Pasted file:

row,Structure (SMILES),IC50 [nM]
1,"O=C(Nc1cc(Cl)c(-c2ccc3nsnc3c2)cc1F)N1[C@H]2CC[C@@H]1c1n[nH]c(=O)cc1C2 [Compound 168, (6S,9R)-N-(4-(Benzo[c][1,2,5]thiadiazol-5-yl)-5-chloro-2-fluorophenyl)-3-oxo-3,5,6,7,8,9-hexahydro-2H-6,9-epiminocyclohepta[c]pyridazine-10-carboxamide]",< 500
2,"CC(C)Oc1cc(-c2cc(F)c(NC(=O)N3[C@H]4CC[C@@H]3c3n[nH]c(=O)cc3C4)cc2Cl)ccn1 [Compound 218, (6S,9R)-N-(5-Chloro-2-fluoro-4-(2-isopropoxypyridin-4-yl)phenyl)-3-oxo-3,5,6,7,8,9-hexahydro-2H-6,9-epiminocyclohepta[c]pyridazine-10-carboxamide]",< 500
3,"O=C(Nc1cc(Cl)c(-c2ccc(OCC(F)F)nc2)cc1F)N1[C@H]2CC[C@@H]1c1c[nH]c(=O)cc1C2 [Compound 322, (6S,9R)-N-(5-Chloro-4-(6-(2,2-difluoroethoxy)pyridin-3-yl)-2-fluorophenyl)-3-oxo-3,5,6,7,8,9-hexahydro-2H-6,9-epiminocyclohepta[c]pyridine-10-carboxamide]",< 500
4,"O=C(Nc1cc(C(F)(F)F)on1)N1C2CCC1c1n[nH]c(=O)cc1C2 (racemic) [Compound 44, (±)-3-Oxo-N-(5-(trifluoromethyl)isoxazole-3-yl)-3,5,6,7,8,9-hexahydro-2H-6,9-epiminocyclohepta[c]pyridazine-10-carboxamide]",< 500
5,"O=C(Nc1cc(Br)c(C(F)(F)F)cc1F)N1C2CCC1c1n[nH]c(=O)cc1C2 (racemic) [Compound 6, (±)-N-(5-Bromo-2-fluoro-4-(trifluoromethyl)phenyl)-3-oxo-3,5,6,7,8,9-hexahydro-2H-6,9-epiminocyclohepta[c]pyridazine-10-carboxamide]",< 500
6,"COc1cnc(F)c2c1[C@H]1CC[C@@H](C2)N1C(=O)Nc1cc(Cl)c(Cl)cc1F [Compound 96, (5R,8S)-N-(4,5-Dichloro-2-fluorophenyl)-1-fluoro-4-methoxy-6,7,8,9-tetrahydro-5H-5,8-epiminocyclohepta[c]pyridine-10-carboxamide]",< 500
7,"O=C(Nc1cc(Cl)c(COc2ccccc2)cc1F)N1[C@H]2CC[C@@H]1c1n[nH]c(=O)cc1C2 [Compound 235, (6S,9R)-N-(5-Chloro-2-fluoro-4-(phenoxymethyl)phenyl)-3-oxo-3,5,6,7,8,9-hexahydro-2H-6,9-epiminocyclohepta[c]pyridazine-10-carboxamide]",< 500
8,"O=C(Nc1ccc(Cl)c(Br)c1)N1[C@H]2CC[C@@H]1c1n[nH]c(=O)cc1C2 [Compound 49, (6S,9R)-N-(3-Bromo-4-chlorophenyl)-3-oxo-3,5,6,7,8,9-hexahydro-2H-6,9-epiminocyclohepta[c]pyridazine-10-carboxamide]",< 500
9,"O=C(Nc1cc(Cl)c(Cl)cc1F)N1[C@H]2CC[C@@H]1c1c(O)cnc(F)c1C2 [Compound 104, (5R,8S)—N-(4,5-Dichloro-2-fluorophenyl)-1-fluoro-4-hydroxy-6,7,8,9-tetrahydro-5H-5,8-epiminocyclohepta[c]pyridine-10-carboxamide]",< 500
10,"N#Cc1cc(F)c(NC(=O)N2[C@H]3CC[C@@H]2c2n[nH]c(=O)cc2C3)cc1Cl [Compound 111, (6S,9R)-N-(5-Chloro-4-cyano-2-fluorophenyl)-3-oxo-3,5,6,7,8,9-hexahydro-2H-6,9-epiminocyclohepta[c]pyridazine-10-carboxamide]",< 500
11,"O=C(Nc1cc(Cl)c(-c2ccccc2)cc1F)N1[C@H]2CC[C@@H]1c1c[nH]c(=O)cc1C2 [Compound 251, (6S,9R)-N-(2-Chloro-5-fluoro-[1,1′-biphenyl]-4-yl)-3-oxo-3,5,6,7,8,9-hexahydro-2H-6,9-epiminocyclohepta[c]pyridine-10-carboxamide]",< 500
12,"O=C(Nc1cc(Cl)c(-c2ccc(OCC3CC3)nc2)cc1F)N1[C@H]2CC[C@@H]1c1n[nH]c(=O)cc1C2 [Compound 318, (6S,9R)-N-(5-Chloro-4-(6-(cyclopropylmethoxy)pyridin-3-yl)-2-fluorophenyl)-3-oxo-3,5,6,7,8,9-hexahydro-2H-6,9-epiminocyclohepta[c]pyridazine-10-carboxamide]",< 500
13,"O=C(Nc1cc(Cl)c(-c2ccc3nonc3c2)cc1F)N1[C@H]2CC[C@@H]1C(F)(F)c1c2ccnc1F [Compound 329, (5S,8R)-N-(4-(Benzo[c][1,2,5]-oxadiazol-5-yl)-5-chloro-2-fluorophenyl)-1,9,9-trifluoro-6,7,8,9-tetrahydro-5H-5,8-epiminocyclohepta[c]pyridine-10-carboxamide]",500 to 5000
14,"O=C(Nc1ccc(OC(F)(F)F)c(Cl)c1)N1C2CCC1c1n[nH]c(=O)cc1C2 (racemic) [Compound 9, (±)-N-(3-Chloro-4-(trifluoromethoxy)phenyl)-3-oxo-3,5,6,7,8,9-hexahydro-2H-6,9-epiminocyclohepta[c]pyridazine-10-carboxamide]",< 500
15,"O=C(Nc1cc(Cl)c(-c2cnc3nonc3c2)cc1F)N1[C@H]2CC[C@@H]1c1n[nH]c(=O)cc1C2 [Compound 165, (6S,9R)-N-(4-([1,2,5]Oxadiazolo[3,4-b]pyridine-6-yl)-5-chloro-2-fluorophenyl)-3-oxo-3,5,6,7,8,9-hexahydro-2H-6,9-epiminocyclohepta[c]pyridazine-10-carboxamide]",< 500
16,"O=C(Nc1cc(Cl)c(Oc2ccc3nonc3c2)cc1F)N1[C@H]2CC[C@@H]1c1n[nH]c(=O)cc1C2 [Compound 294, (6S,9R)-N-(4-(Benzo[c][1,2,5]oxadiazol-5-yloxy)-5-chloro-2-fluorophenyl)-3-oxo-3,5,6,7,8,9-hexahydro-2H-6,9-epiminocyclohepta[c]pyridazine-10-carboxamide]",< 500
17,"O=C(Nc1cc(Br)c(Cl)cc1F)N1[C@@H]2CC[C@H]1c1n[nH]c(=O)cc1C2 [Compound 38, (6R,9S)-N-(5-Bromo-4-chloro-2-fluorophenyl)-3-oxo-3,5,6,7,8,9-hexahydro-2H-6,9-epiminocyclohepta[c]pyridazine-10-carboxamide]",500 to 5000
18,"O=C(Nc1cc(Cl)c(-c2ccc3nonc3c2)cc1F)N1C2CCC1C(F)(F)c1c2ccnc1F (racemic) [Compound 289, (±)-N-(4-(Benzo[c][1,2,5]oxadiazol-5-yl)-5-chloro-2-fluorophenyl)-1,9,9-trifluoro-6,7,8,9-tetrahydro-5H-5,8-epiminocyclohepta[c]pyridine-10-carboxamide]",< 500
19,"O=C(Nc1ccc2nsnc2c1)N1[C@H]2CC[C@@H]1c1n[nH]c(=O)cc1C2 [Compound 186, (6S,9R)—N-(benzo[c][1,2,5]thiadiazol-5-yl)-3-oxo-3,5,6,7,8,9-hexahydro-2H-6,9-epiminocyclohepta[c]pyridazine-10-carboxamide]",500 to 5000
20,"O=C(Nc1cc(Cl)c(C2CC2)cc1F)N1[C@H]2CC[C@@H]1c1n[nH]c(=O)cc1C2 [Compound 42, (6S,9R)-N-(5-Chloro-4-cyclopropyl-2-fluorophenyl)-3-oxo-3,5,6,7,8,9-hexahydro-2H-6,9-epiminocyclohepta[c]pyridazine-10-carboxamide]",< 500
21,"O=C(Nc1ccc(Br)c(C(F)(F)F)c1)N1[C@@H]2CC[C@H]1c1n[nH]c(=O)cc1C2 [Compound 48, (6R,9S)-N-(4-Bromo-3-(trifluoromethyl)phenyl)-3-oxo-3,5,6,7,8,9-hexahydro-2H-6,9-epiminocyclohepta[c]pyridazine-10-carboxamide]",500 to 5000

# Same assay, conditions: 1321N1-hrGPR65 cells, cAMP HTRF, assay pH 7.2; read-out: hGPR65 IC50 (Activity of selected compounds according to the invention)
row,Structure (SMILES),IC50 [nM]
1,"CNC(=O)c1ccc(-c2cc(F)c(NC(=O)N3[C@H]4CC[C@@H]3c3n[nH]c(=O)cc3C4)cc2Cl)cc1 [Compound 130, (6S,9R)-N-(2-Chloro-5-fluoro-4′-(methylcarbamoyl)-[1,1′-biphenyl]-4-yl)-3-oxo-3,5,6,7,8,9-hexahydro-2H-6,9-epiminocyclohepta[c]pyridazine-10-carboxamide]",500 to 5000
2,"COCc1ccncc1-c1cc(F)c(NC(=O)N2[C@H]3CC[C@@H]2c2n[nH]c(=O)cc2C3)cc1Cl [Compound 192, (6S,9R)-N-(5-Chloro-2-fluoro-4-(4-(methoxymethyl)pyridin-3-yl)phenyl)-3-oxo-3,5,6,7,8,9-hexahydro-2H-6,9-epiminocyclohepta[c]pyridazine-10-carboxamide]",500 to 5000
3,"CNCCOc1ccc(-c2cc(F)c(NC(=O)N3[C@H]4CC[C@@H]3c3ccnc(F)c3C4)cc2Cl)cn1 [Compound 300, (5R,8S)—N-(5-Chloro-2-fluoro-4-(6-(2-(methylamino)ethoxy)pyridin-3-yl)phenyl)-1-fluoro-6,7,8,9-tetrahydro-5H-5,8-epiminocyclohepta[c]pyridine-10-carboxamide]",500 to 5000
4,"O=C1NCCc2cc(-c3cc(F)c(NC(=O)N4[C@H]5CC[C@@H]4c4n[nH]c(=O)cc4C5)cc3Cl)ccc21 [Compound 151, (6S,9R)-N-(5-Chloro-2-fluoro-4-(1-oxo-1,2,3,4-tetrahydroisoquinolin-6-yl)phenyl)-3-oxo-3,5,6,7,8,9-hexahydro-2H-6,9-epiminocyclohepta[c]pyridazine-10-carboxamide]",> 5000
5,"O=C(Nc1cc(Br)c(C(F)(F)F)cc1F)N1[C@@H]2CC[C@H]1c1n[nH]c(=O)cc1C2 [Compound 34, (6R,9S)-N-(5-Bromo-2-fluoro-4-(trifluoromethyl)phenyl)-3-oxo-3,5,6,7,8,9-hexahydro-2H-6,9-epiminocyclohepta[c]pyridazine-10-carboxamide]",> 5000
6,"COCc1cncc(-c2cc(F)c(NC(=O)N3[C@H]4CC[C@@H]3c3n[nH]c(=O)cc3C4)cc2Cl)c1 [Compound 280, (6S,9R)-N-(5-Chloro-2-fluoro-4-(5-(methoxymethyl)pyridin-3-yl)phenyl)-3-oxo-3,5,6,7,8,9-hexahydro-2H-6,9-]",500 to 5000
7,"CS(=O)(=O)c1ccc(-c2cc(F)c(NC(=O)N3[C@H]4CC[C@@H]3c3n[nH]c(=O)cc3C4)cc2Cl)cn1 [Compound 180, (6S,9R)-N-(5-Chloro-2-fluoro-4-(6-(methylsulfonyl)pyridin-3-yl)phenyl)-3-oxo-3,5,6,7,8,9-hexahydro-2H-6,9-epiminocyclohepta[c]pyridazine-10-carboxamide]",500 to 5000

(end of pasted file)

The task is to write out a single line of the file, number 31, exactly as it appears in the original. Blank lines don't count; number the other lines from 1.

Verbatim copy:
7,"CS(=O)(=O)c1ccc(-c2cc(F)c(NC(=O)N3[C@H]4CC[C@@H]3c3n[nH]c(=O)cc3C4)cc2Cl)cn1 [Compound 180, (6S,9R)-N-(5-Chloro-2-fluoro-4-(6-(methylsulfonyl)pyridin-3-yl)phenyl)-3-oxo-3,5,6,7,8,9-hexahydro-2H-6,9-epiminocyclohepta[c]pyridazine-10-carboxamide]",500 to 5000